So there will be plenty of M.A.C. to read. But if you are a Nate Heller fan, I do need your support, because there’s nothing harder to keep going than a long-running series that doesn’t star a household name like Bosch or Reacher. Even my Mike Hammer novels (and Hammer is a household name, or used to be), co-written with Mickey, are almost never reviewed by the trades (Publisher’s Weekly, Booklist, Kirkus, Library Journal). There are exceptions, of course – Killing Quarry has been reviewed by all those except Library Journal (so far), and very favorably.

What’s on the docket for Heller are two novels completing the Kennedy cycle – both RFK-oriented one dealing with the Hoffa feud, the other with Bobby’s assassination. But I have no contract for those books yet. I am considering Martin Luther King, Watergate and the Zodiac to round out Heller’s career, but I have to have a publisher to do that. And it takes readers to encourage a publisher.

So. As I recall, you asked what you could do for me. Let publishers know you’re interested. Pre-order both Girl Can’t Help It and Do No Harm, and do so with my thanks. And Krista and Keith Larson’s. And especially Nate Heller’s.

* * *

Speaking of Do No Harm, here’s a nice advance write-up from Craig Zablo.

Nice Ms. Tree: One Mean Mother write-up from Mystery Tribune.

Here’s another nice review of Ms. Tree: One Mean Mother.

M.A.C.

Crusin’: One More Time, and Ms. Tree: One Mean Mother

Tuesday, September 10th, 2019

My band’s “season” is winding down – we have only one gig left, in a couple of weeks. Crusin’ has been playing outdoor gigs at scenic Ardon Creek Winery in recent years – I believe this was our fourth (maybe fifth) appearance. We had 365 people for the fresh-air event, which made us the second biggest draw in the venue’s history (“That’s the second biggest draw I’ve ever seen!” – Maxwell Smart.)

The weather was beautiful, the audience responsive, and the only drawback was I forgot how dark it could get by the time the third set rolled around (we began at sunny six p.m. and closed out at stygian nine). You will note the improvised lighting on the picture of us playing.

We already have lined up two of the three jobs we’ve decided to do next summer. The other one will likely be at the Brew for the Fourth of July. That doesn’t mean we won’t respond to phone calls seeking to book us, but we won’t be actively seeking any.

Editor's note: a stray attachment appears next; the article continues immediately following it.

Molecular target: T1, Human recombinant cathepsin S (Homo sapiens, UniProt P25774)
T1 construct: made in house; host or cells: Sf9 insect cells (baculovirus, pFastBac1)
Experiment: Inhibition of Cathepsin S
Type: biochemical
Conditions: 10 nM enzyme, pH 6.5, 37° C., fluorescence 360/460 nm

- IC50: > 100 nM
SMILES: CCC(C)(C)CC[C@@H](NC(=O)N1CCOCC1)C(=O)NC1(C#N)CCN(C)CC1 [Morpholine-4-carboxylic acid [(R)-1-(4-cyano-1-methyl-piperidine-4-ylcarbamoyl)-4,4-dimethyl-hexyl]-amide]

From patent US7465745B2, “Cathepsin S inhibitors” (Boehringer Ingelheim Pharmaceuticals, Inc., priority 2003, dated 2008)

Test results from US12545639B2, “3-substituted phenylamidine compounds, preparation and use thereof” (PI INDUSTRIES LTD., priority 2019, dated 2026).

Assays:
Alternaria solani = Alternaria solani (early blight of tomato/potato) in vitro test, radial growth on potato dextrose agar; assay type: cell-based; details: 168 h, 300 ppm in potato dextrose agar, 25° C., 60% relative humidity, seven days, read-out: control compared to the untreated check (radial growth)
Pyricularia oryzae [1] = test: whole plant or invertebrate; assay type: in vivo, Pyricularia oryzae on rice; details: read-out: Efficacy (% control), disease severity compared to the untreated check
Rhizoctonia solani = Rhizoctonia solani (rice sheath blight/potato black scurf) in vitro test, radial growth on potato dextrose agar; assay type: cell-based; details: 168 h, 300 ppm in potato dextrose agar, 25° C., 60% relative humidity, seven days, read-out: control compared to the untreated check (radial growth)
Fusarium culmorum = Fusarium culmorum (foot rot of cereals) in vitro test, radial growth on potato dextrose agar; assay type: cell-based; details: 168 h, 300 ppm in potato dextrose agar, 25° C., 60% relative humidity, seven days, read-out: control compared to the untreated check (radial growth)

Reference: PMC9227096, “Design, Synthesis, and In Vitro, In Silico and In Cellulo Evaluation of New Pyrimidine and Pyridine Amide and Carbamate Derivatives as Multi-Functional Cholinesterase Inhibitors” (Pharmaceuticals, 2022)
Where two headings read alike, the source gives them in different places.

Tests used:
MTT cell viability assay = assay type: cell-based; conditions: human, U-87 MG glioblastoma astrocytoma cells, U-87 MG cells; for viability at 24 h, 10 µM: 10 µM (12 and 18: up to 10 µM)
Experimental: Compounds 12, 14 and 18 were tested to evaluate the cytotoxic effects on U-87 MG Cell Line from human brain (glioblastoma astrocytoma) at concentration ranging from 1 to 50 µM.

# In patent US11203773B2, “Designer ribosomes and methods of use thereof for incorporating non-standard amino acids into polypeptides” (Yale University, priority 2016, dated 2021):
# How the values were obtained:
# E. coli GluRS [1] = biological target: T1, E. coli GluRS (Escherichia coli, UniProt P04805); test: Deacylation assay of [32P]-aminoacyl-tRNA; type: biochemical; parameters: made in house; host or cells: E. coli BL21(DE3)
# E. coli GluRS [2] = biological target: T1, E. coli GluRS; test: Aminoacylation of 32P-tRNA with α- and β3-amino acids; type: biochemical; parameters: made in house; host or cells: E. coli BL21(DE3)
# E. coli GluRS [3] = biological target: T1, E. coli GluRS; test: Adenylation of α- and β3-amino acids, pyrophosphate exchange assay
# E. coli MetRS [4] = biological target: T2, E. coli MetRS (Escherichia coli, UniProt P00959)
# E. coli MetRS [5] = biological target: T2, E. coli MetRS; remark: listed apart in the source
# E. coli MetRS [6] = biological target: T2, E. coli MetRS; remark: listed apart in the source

For me, seriously considering rock ‘n’ roll retirement comes down to the setting up and tearing down – I’m dealing with two keyboards, an amp, and fairly elaborate pedals and so on to hook up. It can require a lot of bending, kneeling, standing, repetitiously. While I am in generally good physical condition, I have side effects – dizziness, balance issues – from the handful of meds I take each morning. Barb has been helping me set up, which has been a real boon, but she was down with a cold and couldn’t make Ardon Creek. After three hours of playing, the tear-down and loading (and returning home to load back out) is a drag, as Paul McCartney said asked for his response to the news of John Lennon’s murder.

What is keeping me going is the desire to do one more original material CD. The plan, as I’ve mentioned here, is to do the CD over the winter and sell it at the three bookings and offer it here (and on CD Baby). It will (if it happens) include 9 new songs and three songs from “Real Time: Siege at Lucas Street Market” that have never been on a CD; these mark the last recordings with my longtime musical collaborator, Paul Thomas, who also produced the tunes.

Photos of the Ardon Creek gig are by our guitarist Bill Anson’s son, Scott Anson, who also ran sound for us at Ardon Creek. He plays bass with his dad and his dad’s brother Dave (a gifted guitarist) in the Anson Brothers Band.

* * *

There seems to be some nice buzz about the first of the five Titan Ms. Tree collections, Ms. Tree: One Mean Mother. I will provide some links to some of the coverage, and it feels good to see fans saying how pleased they are that these books are happening.

Let me address the one complaint, though I believe I’ve already talked about it here, so forgive my redundancy. I made the determination to lead with the DC material, the ten graphic novellas we did for Ms. Tree Quarterly – the last published Ms. Tree comics to date. This was in part because we had already collected the earliest stuff in trade paperbacks back in the day. But also I felt this was strong material, perhaps our strongest, and wanted to lead out of strength.

Additionally, five of the ten DC novellas form (somewhat loosely I admit) a single graphic novel, while the other five are stand-alone stories, not tied to ongoing continuity (at the time). So the DC novellas have been rearranged into the graphic novel and a “casebook.” Anal retentive fans who want to have the material in published order will only have to put up with my desire for shuffling those ten stories in that fashion. Volumes three through five will print everything in order, with one continuity leading into another and bringing the ramifications along for the ride. (A few oddball standalone stories, like the one in the 3-D comic book, will be dropped in here and there, and the Johnny Dynamite crossover will appear in the Johnny Dynamite collection that Terry Beatty and I are editing for Craig Yoe. I wrote the intro for that last week.)

My understanding is that the early volumes of collected comics are invariably the bigger sellers, which is another reason to (a) put our best foot forward, and (b) collect material previously ungathered.